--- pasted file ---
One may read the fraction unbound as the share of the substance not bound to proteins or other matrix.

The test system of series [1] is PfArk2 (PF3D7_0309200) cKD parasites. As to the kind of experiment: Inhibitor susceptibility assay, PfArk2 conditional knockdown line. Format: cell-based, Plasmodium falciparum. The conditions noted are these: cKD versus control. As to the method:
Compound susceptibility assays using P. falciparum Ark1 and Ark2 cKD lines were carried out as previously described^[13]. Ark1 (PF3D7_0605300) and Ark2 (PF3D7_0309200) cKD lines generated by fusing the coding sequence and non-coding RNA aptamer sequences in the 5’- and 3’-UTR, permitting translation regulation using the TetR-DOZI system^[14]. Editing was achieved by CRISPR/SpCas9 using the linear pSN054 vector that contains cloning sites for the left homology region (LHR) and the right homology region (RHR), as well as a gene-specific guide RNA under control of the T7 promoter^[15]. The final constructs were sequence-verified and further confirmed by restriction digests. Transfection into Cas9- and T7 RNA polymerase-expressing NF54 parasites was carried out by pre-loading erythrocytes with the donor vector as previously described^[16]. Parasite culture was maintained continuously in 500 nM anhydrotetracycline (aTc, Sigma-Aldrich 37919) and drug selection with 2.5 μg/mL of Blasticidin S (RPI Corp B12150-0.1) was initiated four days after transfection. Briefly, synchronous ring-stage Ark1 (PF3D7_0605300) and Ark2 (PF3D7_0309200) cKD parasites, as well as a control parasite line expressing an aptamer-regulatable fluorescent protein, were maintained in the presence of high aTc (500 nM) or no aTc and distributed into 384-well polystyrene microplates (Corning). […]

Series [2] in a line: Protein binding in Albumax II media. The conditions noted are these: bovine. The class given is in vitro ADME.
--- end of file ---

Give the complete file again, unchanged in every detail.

One may read the fraction unbound as the share of the substance not bound to proteins or other matrix.

The test system of series [1] is PfArk2 (PF3D7_0309200) cKD parasites. As to the kind of experiment: Inhibitor susceptibility assay, PfArk2 conditional knockdown line. Format: cell-based, Plasmodium falciparum. The conditions noted are these: cKD versus control. As to the method:
Compound susceptibility assays using P. falciparum Ark1 and Ark2 cKD lines were carried out as previously described^[13]. Ark1 (PF3D7_0605300) and Ark2 (PF3D7_0309200) cKD lines generated by fusing the coding sequence and non-coding RNA aptamer sequences in the 5’- and 3’-UTR, permitting translation regulation using the TetR-DOZI system^[14]. Editing was achieved by CRISPR/SpCas9 using the linear pSN054 vector that contains cloning sites for the left homology region (LHR) and the right homology region (RHR), as well as a gene-specific guide RNA under control of the T7 promoter^[15]. The final constructs were sequence-verified and further confirmed by restriction digests. Transfection into Cas9- and T7 RNA polymerase-expressing NF54 parasites was carried out by pre-loading erythrocytes with the donor vector as previously described^[16]. Parasite culture was maintained continuously in 500 nM anhydrotetracycline (aTc, Sigma-Aldrich 37919) and drug selection with 2.5 μg/mL of Blasticidin S (RPI Corp B12150-0.1) was initiated four days after transfection. Briefly, synchronous ring-stage Ark1 (PF3D7_0605300) and Ark2 (PF3D7_0309200) cKD parasites, as well as a control parasite line expressing an aptamer-regulatable fluorescent protein, were maintained in the presence of high aTc (500 nM) or no aTc and distributed into 384-well polystyrene microplates (Corning). […]

Series [2] in a line: Protein binding in Albumax II media. The conditions noted are these: bovine. The class given is in vitro ADME.